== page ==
In recent years, artificial intelligence was tapped to disrupt and innovate several industries, including logistics. However, technologies alone cannot guarantee favourable outcomes. Augmented intelligence (IA), which refers to the seamless combination of AI and human judgment, has been confirmed to be successful in several use cases. This article uncovers how augmented intelligence can revolutionise logistics operations.
While artificial intelligence (AI) usually kindles a debate over whether machines could replace the labor force, augmented intelligence evokes a discussion of what can be attained when human intelligence is combined with processes enabled by AI technologies. According to Boston Consulting Group, even with AI placed at the core, it is vital to avoid a "zero-human" mindset. Indeed, the role of the labor force should be emphasised so that AI-based operations are not left unchecked.
In the world attributable to uncertainties, IA can help the logistics sector in four primary ways:
Augmented real-time decision making
Logistics teams are typically assigned a wide array of complex yet repetitive tasks that involve large volumes of input data. For instance, it takes a planner at least 10 minutes typically to determine the optimal carrier selection, which refers to the process that entails going through hundreds of possible routes, schedules, and candidates. However, when AI-powered technologies assist such a process, the data analysis can be automated, and the selections are narrowed within seconds. The human operator will make the final decision and close the deal.
AI enables firms to boost the performance of logistics operations. Typically, vehicle arrival time, container repair requirements, air freight lanes data, etc. are based on past operations and expertise from logistics experts with years of industry experience. Now, AI technologies can gather relevant datasets and formulate a decision proposal, acts as suggestions to logistics planners. They will have to make the final choice whether they embrace them or modify them. DHL, for instance, developed an AI-based tool to predict air freight transit time delays. The tool analyses 58 different parameters of internal data to forecast the average transit time for a particular lane. This enables the firm to plan ahead to mitigate the problem.
Customs brokerage services assist clients with the complexities of customs regulations and border controls. These services' main problem lies in the fact that they heavily depend on complex manual processes that entail profound knowledge of regulations and industries. The process also takes considerable effort as information must be cross-referenced and verified from carrier and customer documents, government-related forms, etc. However, it is challenging for staff to ensure consistent levels of focus throughout the day, which can lead to costly mistakes. For example, IBM Watson is an AI-based customs brokerage service that is particularly developed to extract relevant information and then automate customs declaration. A human customs brokerage professional can review the declaration when the system comes across an exception case.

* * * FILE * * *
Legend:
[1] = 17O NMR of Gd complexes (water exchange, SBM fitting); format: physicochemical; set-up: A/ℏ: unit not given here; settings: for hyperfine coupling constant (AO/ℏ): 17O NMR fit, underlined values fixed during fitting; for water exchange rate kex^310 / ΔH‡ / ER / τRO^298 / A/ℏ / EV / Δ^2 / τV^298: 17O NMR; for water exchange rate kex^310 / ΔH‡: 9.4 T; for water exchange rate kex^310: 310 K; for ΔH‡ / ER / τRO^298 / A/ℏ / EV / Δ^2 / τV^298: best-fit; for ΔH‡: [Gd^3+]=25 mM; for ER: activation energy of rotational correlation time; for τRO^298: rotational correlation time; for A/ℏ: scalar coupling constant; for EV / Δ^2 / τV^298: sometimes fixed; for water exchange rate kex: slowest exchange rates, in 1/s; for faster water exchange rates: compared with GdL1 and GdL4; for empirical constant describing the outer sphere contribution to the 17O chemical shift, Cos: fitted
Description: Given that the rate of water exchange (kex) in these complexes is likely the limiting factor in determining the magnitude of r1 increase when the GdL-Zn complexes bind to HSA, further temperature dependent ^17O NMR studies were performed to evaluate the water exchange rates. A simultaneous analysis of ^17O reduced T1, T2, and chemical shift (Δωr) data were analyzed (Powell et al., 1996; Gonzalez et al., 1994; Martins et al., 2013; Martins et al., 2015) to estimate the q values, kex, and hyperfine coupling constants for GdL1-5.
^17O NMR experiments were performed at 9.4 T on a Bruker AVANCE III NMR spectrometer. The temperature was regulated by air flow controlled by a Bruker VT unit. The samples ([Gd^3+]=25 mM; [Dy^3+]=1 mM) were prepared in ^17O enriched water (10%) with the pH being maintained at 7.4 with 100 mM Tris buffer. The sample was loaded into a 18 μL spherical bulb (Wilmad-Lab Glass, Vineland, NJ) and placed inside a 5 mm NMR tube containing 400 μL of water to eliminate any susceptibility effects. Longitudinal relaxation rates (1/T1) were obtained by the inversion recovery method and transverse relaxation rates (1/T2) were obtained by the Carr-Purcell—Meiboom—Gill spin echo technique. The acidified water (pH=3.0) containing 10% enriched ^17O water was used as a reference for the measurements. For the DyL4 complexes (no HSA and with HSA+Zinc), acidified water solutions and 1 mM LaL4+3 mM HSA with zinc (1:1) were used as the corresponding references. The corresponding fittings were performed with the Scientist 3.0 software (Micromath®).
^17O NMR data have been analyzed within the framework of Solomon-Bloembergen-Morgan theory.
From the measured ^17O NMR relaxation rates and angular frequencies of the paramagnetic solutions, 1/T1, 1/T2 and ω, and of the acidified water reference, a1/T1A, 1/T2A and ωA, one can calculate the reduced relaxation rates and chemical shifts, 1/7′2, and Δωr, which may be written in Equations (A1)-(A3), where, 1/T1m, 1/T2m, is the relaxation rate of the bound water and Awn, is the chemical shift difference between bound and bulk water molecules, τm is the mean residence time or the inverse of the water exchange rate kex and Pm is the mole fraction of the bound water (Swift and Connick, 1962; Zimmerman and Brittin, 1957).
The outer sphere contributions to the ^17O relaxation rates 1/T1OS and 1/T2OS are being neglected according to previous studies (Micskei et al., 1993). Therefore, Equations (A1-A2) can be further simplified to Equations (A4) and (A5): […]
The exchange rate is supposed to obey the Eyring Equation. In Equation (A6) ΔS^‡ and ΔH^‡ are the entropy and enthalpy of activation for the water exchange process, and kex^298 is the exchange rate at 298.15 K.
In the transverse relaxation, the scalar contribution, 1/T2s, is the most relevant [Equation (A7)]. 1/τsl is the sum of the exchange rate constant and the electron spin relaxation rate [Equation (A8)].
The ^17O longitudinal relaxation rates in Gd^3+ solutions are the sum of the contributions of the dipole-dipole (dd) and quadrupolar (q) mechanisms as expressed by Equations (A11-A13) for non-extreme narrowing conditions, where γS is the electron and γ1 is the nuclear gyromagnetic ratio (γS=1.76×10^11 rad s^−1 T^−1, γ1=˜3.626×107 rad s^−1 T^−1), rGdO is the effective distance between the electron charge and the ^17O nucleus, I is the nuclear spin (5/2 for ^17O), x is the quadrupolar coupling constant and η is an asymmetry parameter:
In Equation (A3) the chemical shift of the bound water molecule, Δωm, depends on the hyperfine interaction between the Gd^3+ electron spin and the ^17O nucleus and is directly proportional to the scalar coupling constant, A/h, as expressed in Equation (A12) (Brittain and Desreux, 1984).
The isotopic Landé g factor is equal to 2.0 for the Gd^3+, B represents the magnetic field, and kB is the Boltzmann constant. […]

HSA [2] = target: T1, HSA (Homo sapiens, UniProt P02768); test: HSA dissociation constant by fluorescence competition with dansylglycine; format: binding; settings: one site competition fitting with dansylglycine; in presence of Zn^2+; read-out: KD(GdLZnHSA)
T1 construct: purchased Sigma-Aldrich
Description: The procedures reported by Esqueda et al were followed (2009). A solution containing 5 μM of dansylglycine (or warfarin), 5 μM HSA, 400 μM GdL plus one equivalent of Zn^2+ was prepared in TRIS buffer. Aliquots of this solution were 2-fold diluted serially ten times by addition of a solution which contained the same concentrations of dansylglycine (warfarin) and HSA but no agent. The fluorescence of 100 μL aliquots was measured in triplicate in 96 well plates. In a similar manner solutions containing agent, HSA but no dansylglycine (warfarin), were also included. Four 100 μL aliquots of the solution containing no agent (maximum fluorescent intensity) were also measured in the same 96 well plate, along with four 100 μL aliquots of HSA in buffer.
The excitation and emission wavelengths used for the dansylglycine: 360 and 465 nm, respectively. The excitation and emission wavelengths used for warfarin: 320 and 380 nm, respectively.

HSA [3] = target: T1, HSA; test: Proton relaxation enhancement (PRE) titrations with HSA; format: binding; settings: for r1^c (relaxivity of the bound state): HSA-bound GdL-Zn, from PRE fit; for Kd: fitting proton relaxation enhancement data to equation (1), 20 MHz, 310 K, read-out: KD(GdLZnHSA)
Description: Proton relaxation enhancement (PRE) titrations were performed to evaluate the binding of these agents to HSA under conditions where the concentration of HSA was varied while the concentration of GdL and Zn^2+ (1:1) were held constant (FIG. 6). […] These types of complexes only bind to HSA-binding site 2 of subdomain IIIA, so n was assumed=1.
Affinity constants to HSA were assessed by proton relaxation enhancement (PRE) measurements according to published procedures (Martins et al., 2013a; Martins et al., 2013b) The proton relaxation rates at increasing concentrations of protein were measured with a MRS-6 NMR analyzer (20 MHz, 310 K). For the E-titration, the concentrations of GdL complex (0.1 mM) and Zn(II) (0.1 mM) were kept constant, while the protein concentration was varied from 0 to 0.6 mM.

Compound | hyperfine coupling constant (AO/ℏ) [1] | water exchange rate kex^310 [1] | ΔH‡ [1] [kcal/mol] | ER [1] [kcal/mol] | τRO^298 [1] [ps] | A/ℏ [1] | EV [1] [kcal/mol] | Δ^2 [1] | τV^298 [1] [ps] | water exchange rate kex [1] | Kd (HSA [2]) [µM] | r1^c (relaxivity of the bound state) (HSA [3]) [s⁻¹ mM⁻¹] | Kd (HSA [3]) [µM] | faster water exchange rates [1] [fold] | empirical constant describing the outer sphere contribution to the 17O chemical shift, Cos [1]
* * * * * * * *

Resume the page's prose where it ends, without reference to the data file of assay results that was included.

Global logistics operators run large fleets of facilities networks and vehicles around the globe, which translates into a large number of contracts. Looking at Leverton, they use an AI-powered platform to simplify the processing and management of their real estate contracts. Paired with a human-in-the-loop operation, hundreds of pages of contracts written in complex legal language are thoroughly and effectively reviewed.
Overall, the advent of AI presents a transition into a whole new way of operating for the logistics industry. However, as powerful as it is, technology is just there to help. Success requires the mix of human judgment with algorithms. As Forbes puts it, "we are putting a lot of investment and machine learning to augment the human role."
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- Boston Consulting Group (2020). The Rise of the AI-powered Company in the Post-crisis World.
- Forbes Insights (2018). How Artificial Intelligence and Machine Learning Are Revolutionising Logistics, Supply Chain and Transportation.